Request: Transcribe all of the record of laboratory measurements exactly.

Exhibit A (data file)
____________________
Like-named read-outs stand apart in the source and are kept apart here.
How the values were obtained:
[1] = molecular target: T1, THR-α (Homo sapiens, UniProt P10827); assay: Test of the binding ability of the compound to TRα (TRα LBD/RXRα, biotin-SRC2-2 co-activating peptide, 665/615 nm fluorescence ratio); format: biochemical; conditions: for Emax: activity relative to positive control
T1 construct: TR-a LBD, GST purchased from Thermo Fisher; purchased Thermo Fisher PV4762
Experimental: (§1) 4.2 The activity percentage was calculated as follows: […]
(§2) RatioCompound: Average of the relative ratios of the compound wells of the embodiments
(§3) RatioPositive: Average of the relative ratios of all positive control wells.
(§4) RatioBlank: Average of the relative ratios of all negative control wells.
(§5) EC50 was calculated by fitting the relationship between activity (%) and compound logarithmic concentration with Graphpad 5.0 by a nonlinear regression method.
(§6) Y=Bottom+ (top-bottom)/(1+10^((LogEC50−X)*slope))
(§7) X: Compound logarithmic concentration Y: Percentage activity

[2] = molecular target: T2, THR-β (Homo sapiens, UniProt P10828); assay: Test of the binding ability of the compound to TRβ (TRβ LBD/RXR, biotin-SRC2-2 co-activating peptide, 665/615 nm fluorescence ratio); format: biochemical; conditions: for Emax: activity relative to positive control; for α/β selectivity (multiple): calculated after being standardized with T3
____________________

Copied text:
Like-named read-outs stand apart in the source and are kept apart here.
How the values were obtained:
[1] = molecular target: T1, THR-α (Homo sapiens, UniProt P10827); assay: Test of the binding ability of the compound to TRα (TRα LBD/RXRα, biotin-SRC2-2 co-activating peptide, 665/615 nm fluorescence ratio); format: biochemical; conditions: for Emax: activity relative to positive control
T1 construct: TR-a LBD, GST purchased from Thermo Fisher; purchased Thermo Fisher PV4762
Experimental: (§1) 4.2 The activity percentage was calculated as follows: […]
(§2) RatioCompound: Average of the relative ratios of the compound wells of the embodiments
(§3) RatioPositive: Average of the relative ratios of all positive control wells.
(§4) RatioBlank: Average of the relative ratios of all negative control wells.
(§5) EC50 was calculated by fitting the relationship between activity (%) and compound logarithmic concentration with Graphpad 5.0 by a nonlinear regression method.
(§6) Y=Bottom+ (top-bottom)/(1+10^((LogEC50−X)*slope))
(§7) X: Compound logarithmic concentration Y: Percentage activity

[2] = molecular target: T2, THR-β (Homo sapiens, UniProt P10828); assay: Test of the binding ability of the compound to TRβ (TRβ LBD/RXR, biotin-SRC2-2 co-activating peptide, 665/615 nm fluorescence ratio); format: biochemical; conditions: for Emax: activity relative to positive control; for α/β selectivity (multiple): calculated after being standardized with T3